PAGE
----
Who is the Careers Support Network for?
The network can help anyone who is a member of administrative or support staff in the University (including academic-related staff and colleges) and who is looking for confidential, impartial advice about an internal job application or a job interview. The network offers access to a number of managers who are also experienced recruiters and who have volunteered to meet colleagues from across the University and mentor and guide on how to write effective job applications and prepare for/learn from interviews. Our mentors are experienced recruiters rather than careers consultants and so the help they can offer will be focussed on applications and interviews within the University.
How does the network operate?
Typically network mentors are able to help colleagues who haven’t applied for a post for some time, or who are finding a particular application or interview preparation challenging, or who want to learn from an unsuccessful experience.
People and Organisational Development operates the scheme. Staff from the team will try to match you with a suitable mentor, based upon the information you have supplied. Mentors are volunteers and so we may not always be able to match you with a mentor. We will, however, always be able to point you towards some Careers self-help resources on job applications.
If you are interested in becoming a mentor, please email email@example.com.
How do I ask for a mentor?
People and Organisational Development organises the network. To ask to be matched with a careers support network mentor, please complete our Mentee application form, which will ask you for information on the support you are seeking. This will help the team to match you with a mentor and your mentor to prepare for a meeting with you. Once we have matched you with a mentor, you can arrange to meet. Please return your completed form to the POD administrative team.
Are there any good practice guidelines?
Here are some guidelines to observe to ensure that you get the best out of the relationship.
- The content of all network mentoring conversations is confidential to the individuals in the room.
- Mentoring is non-judgemental and objective and seeks to enable individuals to take responsibility for their future actions and decisions.
- Explain to your mentor what you are looking for and check that they are able to support that particular need. If you need support that is outside the remit of the network, then we suggest that you look at the Careers self-help resources.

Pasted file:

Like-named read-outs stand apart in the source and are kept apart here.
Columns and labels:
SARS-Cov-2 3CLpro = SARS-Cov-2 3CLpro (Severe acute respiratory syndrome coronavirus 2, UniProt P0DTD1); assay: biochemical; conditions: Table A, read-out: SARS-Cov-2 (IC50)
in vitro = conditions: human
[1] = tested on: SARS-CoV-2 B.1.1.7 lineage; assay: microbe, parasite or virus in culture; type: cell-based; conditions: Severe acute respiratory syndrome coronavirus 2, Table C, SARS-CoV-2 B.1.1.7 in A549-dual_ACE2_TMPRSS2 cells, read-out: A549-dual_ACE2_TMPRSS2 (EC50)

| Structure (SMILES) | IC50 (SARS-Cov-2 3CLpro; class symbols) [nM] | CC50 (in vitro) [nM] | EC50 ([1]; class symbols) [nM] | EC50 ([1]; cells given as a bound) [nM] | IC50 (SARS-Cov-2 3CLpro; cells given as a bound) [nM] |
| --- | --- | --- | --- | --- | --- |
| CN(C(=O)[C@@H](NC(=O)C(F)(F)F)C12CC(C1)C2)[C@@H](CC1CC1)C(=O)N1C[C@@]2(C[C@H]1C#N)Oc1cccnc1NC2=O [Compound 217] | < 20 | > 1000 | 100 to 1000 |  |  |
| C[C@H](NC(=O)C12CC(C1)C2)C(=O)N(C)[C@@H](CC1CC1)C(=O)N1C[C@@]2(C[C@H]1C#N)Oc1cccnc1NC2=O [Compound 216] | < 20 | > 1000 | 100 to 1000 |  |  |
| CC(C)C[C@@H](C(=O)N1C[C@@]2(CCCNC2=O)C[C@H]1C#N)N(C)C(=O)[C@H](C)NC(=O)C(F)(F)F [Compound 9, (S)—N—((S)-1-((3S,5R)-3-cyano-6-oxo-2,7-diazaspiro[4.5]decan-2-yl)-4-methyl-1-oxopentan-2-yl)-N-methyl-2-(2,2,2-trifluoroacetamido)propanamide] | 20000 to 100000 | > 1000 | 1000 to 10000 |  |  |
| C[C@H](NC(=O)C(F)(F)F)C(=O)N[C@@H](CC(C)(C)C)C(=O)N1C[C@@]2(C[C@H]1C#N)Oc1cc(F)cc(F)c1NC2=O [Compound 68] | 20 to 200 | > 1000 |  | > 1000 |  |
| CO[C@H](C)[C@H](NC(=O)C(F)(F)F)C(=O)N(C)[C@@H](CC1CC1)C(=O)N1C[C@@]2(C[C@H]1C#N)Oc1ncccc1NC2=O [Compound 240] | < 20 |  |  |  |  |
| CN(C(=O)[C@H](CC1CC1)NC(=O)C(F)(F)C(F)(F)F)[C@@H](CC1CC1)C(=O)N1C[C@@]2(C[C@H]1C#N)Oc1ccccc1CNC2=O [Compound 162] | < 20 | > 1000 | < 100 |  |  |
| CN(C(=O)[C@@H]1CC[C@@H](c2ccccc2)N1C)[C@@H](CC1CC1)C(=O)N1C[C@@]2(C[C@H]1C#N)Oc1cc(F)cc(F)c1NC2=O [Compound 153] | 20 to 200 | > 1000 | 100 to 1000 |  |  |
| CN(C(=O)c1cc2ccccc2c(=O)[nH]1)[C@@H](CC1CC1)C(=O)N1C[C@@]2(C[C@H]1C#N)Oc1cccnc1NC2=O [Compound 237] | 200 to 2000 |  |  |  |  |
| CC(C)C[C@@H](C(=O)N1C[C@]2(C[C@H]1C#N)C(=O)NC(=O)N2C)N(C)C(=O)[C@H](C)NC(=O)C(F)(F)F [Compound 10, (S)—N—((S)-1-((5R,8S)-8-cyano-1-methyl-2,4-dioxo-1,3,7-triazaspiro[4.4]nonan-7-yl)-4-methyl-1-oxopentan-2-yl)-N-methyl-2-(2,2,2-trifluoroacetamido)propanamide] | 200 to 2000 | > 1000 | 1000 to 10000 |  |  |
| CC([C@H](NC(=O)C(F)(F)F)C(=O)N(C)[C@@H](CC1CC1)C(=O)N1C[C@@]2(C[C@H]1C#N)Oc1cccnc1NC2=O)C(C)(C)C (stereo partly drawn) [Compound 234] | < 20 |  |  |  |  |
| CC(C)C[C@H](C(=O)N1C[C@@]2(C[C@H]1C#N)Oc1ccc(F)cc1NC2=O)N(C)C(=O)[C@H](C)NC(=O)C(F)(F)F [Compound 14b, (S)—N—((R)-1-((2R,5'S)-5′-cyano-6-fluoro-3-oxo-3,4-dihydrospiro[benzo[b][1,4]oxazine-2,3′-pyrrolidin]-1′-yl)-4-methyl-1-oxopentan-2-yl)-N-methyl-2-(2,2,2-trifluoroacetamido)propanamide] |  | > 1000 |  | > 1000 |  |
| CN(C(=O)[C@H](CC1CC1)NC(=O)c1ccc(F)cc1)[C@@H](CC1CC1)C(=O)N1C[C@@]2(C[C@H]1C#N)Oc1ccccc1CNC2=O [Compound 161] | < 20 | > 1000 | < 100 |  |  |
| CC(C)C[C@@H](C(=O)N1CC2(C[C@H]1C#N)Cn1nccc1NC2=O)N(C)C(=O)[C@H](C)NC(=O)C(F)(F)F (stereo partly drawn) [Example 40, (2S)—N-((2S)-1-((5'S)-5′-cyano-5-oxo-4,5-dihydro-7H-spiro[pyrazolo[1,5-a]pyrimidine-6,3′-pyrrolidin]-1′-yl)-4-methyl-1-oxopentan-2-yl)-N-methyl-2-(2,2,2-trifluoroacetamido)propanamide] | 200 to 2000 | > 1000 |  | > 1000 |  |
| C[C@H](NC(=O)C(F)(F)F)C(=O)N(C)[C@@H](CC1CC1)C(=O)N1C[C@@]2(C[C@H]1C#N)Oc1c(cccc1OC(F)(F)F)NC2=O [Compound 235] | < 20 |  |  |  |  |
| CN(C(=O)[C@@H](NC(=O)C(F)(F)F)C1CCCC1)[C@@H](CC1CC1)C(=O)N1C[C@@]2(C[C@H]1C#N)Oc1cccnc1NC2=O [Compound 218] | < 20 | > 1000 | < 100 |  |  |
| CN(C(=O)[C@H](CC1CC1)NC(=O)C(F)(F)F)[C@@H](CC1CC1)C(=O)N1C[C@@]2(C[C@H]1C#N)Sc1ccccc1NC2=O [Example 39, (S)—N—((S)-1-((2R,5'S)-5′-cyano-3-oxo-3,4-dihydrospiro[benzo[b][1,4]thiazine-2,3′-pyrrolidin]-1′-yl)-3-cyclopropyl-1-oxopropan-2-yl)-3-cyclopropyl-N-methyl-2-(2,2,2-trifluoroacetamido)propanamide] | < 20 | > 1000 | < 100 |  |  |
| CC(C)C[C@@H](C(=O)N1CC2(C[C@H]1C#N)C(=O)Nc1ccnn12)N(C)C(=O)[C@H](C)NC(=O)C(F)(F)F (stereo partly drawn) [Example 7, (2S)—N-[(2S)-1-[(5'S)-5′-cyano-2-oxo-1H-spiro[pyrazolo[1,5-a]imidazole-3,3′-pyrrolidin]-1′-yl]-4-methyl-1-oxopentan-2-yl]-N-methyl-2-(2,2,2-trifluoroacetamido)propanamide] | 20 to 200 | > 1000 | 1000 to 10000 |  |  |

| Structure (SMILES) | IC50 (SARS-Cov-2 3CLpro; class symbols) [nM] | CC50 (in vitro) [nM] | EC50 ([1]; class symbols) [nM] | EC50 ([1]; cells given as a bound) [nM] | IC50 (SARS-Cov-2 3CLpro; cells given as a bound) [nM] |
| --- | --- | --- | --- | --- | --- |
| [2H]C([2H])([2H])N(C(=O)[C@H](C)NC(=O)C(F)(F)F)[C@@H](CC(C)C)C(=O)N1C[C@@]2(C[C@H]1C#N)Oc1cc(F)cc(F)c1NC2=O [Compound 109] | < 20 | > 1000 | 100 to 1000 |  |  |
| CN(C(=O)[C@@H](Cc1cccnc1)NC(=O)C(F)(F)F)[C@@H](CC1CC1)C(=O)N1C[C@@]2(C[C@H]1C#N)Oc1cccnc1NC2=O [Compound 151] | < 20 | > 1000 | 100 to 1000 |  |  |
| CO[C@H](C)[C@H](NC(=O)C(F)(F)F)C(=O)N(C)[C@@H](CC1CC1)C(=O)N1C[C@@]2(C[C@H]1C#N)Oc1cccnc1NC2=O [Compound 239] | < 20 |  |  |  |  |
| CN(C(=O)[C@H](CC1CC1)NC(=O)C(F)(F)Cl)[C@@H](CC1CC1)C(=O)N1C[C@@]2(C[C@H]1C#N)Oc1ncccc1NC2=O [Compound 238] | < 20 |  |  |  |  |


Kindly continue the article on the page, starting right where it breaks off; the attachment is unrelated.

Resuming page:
- Sometimes you may wish to ask to be matched with another mentor. We will try to avoid matching you with someone who is in your unit or team, but there may be occasions when, for example, we unwittingly match you with a mentor that you know or have worked with. On some occasions, a mentoring relationship will not prosper. If any of these things happen, then you should email the POD administrative team and ask to matched with another mentor.
- Agree with your network mentor when you will meet and where. If you have to change or cancel, please let your mentor know in good time. Mentors are volunteers and have a role elsewhere in the University that they need to fulfil.
- If you feel you need more than one meeting, then your network mentor will agree with you how often he/she can meet you.
- Mentoring relationships should operate for a maximum of three meetings.
- Participation – of both parties – is voluntary. Either party may break off the relationship if they feel it is not working. Both parties share responsibility for the smooth winding down and proper ending of their relationship.
- If your mentor believes that the situation you present is beyond their capability or experience to support, they will advise you of this and suggest that you contact POD for advice.
- Mentors will be offering advice and guidance based on their experience as manager and recruiters. They can help a mentee to review an application or a CV and they will expect the mentee to do the writing/rewriting/correction of an application or a CV.